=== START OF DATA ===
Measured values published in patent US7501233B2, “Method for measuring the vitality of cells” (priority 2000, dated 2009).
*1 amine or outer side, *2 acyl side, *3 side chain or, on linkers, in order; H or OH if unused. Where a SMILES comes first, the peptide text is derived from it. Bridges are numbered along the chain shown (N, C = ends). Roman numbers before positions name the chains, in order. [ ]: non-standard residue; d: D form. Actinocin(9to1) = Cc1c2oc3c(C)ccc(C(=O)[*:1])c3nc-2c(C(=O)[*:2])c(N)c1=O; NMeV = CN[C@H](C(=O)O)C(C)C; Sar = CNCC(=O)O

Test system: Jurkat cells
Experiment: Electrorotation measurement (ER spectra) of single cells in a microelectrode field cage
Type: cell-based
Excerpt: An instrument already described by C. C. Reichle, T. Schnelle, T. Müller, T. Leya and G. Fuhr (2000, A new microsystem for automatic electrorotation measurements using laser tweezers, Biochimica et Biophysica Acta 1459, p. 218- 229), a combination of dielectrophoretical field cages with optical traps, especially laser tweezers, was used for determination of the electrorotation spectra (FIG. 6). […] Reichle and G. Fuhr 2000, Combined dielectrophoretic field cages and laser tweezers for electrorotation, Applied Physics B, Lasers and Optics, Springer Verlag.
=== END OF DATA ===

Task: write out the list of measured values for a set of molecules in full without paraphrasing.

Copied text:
Measured values published in patent US7501233B2, “Method for measuring the vitality of cells” (priority 2000, dated 2009).
*1 amine or outer side, *2 acyl side, *3 side chain or, on linkers, in order; H or OH if unused. Where a SMILES comes first, the peptide text is derived from it. Bridges are numbered along the chain shown (N, C = ends). Roman numbers before positions name the chains, in order. [ ]: non-standard residue; d: D form. Actinocin(9to1) = Cc1c2oc3c(C)ccc(C(=O)[*:1])c3nc-2c(C(=O)[*:2])c(N)c1=O; NMeV = CN[C@H](C(=O)O)C(C)C; Sar = CNCC(=O)O

Test system: Jurkat cells
Experiment: Electrorotation measurement (ER spectra) of single cells in a microelectrode field cage
Type: cell-based
Excerpt: An instrument already described by C. C. Reichle, T. Schnelle, T. Müller, T. Leya and G. Fuhr (2000, A new microsystem for automatic electrorotation measurements using laser tweezers, Biochimica et Biophysica Acta 1459, p. 218- 229), a combination of dielectrophoretical field cages with optical traps, especially laser tweezers, was used for determination of the electrorotation spectra (FIG. 6). […] Reichle and G. Fuhr 2000, Combined dielectrophoretic field cages and laser tweezers for electrorotation, Applied Physics B, Lasers and Optics, Springer Verlag.